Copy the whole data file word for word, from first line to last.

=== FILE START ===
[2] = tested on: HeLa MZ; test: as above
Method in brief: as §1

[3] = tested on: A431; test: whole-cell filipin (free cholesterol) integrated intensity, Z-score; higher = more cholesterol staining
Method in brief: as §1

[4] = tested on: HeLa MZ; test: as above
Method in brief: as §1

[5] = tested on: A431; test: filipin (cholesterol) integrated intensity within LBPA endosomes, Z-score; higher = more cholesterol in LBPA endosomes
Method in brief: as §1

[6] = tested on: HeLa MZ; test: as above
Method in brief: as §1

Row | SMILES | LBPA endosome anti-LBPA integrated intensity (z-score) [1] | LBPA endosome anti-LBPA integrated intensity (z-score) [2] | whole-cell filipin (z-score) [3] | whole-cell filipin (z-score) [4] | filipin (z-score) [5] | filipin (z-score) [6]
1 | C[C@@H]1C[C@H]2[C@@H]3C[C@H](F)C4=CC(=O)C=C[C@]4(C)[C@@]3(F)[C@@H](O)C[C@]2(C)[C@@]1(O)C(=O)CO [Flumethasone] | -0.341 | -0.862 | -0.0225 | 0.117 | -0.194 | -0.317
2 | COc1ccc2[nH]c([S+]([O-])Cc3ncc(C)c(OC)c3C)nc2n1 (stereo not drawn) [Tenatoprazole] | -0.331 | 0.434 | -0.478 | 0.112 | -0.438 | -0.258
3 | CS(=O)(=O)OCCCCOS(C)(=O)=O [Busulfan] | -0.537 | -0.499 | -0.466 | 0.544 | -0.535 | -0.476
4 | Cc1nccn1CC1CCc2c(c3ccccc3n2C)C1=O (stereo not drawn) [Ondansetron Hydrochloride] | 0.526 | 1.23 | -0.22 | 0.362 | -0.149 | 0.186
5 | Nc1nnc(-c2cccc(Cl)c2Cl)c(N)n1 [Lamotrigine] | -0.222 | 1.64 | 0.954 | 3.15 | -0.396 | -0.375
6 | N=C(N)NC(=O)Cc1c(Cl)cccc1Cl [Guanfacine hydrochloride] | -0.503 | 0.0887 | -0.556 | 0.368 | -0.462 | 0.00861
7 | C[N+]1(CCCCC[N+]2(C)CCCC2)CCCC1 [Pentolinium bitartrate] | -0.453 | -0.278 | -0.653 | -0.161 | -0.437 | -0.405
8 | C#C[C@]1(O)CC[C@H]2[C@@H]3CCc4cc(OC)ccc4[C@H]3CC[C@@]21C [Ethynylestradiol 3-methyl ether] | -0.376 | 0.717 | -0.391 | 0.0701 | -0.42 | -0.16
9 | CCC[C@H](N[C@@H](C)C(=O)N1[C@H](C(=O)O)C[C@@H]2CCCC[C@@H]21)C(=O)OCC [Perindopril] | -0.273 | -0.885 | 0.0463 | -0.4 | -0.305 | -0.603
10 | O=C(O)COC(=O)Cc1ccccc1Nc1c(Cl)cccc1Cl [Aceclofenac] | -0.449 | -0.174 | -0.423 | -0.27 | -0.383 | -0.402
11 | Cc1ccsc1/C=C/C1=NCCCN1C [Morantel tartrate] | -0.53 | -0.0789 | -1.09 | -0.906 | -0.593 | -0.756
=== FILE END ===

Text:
[2] = tested on: HeLa MZ; test: as above
Method in brief: as §1

[3] = tested on: A431; test: whole-cell filipin (free cholesterol) integrated intensity, Z-score; higher = more cholesterol staining
Method in brief: as §1

[4] = tested on: HeLa MZ; test: as above
Method in brief: as §1

[5] = tested on: A431; test: filipin (cholesterol) integrated intensity within LBPA endosomes, Z-score; higher = more cholesterol in LBPA endosomes
Method in brief: as §1

[6] = tested on: HeLa MZ; test: as above
Method in brief: as §1

Row | SMILES | LBPA endosome anti-LBPA integrated intensity (z-score) [1] | LBPA endosome anti-LBPA integrated intensity (z-score) [2] | whole-cell filipin (z-score) [3] | whole-cell filipin (z-score) [4] | filipin (z-score) [5] | filipin (z-score) [6]
1 | C[C@@H]1C[C@H]2[C@@H]3C[C@H](F)C4=CC(=O)C=C[C@]4(C)[C@@]3(F)[C@@H](O)C[C@]2(C)[C@@]1(O)C(=O)CO [Flumethasone] | -0.341 | -0.862 | -0.0225 | 0.117 | -0.194 | -0.317
2 | COc1ccc2[nH]c([S+]([O-])Cc3ncc(C)c(OC)c3C)nc2n1 (stereo not drawn) [Tenatoprazole] | -0.331 | 0.434 | -0.478 | 0.112 | -0.438 | -0.258
3 | CS(=O)(=O)OCCCCOS(C)(=O)=O [Busulfan] | -0.537 | -0.499 | -0.466 | 0.544 | -0.535 | -0.476
4 | Cc1nccn1CC1CCc2c(c3ccccc3n2C)C1=O (stereo not drawn) [Ondansetron Hydrochloride] | 0.526 | 1.23 | -0.22 | 0.362 | -0.149 | 0.186
5 | Nc1nnc(-c2cccc(Cl)c2Cl)c(N)n1 [Lamotrigine] | -0.222 | 1.64 | 0.954 | 3.15 | -0.396 | -0.375
6 | N=C(N)NC(=O)Cc1c(Cl)cccc1Cl [Guanfacine hydrochloride] | -0.503 | 0.0887 | -0.556 | 0.368 | -0.462 | 0.00861
7 | C[N+]1(CCCCC[N+]2(C)CCCC2)CCCC1 [Pentolinium bitartrate] | -0.453 | -0.278 | -0.653 | -0.161 | -0.437 | -0.405
8 | C#C[C@]1(O)CC[C@H]2[C@@H]3CCc4cc(OC)ccc4[C@H]3CC[C@@]21C [Ethynylestradiol 3-methyl ether] | -0.376 | 0.717 | -0.391 | 0.0701 | -0.42 | -0.16
9 | CCC[C@H](N[C@@H](C)C(=O)N1[C@H](C(=O)O)C[C@@H]2CCCC[C@@H]21)C(=O)OCC [Perindopril] | -0.273 | -0.885 | 0.0463 | -0.4 | -0.305 | -0.603
10 | O=C(O)COC(=O)Cc1ccccc1Nc1c(Cl)cccc1Cl [Aceclofenac] | -0.449 | -0.174 | -0.423 | -0.27 | -0.383 | -0.402
11 | Cc1ccsc1/C=C/C1=NCCCN1C [Morantel tartrate] | -0.53 | -0.0789 | -1.09 | -0.906 | -0.593 | -0.756